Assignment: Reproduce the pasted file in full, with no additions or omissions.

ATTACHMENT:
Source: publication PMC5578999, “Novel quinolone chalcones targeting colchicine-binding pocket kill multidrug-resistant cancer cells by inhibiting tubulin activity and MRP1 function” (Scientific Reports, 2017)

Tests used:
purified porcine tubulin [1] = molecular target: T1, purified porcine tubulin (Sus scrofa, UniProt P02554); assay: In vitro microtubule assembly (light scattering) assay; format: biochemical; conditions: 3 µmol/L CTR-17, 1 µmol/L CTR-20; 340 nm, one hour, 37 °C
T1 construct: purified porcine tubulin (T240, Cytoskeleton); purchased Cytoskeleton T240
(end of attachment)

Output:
Source: publication PMC5578999, “Novel quinolone chalcones targeting colchicine-binding pocket kill multidrug-resistant cancer cells by inhibiting tubulin activity and MRP1 function” (Scientific Reports, 2017)

Tests used:
purified porcine tubulin [1] = molecular target: T1, purified porcine tubulin (Sus scrofa, UniProt P02554); assay: In vitro microtubule assembly (light scattering) assay; format: biochemical; conditions: 3 µmol/L CTR-17, 1 µmol/L CTR-20; 340 nm, one hour, 37 °C
T1 construct: purified porcine tubulin (T240, Cytoskeleton); purchased Cytoskeleton T240